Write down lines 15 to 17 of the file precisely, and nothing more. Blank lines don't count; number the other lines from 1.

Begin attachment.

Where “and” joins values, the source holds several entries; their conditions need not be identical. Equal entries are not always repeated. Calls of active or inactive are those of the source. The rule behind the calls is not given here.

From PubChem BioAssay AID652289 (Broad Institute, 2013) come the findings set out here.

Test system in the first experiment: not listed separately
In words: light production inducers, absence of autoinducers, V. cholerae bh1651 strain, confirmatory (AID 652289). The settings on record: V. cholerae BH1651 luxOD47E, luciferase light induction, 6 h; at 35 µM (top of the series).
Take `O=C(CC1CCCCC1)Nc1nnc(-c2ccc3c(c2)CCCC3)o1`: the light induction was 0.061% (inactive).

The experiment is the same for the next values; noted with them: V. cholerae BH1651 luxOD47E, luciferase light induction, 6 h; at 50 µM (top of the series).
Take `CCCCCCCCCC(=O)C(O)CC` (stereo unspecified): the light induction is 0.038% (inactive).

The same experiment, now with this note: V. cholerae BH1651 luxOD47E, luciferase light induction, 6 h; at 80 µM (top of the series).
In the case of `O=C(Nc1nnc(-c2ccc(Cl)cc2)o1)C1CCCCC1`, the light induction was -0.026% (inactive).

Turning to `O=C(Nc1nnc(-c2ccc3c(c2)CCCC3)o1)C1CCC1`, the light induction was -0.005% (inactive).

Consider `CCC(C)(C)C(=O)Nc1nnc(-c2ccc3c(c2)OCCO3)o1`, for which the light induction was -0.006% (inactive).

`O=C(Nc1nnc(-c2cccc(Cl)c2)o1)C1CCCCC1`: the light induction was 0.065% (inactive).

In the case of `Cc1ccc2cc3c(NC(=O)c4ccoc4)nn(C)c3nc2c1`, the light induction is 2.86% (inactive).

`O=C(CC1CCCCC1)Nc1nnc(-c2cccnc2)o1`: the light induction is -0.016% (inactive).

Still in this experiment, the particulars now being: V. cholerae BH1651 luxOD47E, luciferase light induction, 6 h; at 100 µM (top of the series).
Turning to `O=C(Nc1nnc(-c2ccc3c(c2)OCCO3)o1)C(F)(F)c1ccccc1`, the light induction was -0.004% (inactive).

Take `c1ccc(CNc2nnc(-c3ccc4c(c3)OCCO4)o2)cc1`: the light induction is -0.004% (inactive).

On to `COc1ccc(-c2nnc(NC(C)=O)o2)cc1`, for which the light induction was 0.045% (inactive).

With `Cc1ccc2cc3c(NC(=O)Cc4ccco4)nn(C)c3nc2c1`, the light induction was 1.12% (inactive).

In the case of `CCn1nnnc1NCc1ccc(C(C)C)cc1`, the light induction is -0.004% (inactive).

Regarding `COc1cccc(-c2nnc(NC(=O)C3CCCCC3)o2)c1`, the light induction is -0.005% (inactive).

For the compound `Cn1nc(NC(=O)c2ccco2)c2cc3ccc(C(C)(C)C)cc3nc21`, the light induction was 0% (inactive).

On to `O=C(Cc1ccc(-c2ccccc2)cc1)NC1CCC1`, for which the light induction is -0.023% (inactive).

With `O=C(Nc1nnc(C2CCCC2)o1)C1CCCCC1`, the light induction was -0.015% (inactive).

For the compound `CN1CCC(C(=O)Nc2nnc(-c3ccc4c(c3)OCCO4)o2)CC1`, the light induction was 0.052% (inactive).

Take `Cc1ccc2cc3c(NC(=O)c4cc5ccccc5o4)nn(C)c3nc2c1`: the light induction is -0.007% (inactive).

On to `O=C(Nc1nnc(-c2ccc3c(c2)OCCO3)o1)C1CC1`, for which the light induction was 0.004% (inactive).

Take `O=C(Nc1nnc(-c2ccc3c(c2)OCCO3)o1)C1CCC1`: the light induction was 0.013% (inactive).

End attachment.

Still in this experiment, the particulars now being: V. cholerae BH1651 luxOD47E, luciferase light induction, 6 h; at 100 µM (top of the series).
Turning to `O=C(Nc1nnc(-c2ccc3c(c2)OCCO3)o1)C(F)(F)c1ccccc1`, the light induction was -0.004% (inactive).

Take `c1ccc(CNc2nnc(-c3ccc4c(c3)OCCO4)o2)cc1`: the light induction is -0.004% (inactive).